**** Hadran Alach, 'Notel'! ****



**** Perek Chavis ****


(a) If a barrel of wine broke on Shabbos, then one may save ...
  1. ... in one vessel - as much as one can (even for a hundred meals).
  2. ... in a few vessels - up to three meals.
(b) One may also invite others to come and save three meals each.

(c) One is not however, permitted to use a sponge to soak up the wine, because we are afraid that he may come to squeeze out the wine into a jar; neither is he permitted to use his hands to soak up the oil that is spilling from a broken barrel of oil, because of 'Uvdin de'Chol'.

(a) Squeezing fruit for its juice is forbidden on Shabbos, because it is a Toldah of Dash (threshing).

(b) Rebbi Yehudah agrees with the Tana Kama regarding juice that came from fruit that was designated for its juice (because of a decree that he may come to squeeze it). But by fruit that was designated for eating, he maintains that the juice that came out is permitted (because one is unlikely to come to squeeze it).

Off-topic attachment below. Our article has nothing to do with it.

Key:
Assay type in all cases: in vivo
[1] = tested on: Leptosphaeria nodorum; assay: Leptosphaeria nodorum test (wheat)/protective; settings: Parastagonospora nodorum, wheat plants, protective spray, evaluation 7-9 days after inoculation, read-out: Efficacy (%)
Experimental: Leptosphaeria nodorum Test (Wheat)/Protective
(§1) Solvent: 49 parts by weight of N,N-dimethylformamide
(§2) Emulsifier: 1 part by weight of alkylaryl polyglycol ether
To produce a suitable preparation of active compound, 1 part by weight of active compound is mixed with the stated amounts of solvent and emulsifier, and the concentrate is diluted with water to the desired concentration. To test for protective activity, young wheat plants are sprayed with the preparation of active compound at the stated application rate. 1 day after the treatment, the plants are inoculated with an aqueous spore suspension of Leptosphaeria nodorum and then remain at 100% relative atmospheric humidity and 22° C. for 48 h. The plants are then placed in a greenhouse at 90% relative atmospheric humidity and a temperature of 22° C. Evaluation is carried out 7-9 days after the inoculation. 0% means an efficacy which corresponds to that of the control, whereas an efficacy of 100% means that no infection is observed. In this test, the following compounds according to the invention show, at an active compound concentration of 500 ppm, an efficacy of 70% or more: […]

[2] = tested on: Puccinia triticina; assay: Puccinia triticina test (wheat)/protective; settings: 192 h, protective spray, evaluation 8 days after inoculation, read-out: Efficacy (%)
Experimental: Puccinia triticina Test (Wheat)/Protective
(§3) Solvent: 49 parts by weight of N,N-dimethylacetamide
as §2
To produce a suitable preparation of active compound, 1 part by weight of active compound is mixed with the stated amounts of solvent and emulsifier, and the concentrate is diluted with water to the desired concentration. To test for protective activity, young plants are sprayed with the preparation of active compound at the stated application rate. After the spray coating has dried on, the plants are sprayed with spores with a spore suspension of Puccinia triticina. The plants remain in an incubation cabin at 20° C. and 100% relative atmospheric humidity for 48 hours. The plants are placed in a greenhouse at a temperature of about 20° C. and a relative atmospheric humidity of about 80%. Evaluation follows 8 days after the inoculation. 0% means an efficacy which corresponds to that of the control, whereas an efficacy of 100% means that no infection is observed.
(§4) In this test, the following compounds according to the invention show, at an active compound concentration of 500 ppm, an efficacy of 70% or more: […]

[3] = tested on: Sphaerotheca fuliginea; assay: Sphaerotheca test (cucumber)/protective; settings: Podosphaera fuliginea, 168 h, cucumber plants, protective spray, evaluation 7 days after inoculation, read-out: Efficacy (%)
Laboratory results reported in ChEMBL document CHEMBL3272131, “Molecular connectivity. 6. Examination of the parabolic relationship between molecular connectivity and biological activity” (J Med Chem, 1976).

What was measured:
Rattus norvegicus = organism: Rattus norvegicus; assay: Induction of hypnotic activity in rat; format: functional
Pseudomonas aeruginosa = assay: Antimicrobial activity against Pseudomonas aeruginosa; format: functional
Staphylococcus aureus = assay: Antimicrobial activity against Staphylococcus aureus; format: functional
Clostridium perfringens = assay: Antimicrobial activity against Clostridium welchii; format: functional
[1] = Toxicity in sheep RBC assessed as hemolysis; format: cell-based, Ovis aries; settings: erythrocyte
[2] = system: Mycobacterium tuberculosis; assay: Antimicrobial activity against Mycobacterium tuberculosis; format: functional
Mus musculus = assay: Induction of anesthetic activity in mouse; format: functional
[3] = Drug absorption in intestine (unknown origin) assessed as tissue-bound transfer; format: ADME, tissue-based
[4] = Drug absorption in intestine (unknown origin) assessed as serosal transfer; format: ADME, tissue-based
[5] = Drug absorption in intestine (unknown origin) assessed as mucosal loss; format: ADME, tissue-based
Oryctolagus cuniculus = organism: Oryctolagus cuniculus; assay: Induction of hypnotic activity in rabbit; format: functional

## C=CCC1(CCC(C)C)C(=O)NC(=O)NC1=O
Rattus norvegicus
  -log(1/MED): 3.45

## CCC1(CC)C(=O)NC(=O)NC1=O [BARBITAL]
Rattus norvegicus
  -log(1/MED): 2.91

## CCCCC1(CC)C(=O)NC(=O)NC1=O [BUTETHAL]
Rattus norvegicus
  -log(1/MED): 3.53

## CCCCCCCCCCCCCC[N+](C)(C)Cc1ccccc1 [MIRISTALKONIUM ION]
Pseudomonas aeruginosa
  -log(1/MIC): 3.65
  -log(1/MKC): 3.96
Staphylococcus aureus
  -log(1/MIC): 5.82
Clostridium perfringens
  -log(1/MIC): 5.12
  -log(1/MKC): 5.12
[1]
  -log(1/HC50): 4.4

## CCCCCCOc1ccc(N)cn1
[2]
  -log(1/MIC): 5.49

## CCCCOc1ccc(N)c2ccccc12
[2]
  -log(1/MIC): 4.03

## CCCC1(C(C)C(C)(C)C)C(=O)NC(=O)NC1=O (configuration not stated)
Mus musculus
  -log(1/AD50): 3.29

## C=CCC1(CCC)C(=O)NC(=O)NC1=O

(c) Once the honey-combs have been rubbed, they do not need to be rubbed again, because the honey will all flow automatically. Rebbi Eliezer therefore holds that the honey which flows from the comb on Shabbos is permitted; whereas the Rabbanan decree honey-combs that were rubbed because of those that were not.

(d) If a basket of fruit spilled in the courtyard - one may pick up the fruit and either eat it or collect it in one's hands (see Tosfos DH ' Melaket), but not return it to the basket (because of 'Uvdin de'Chol').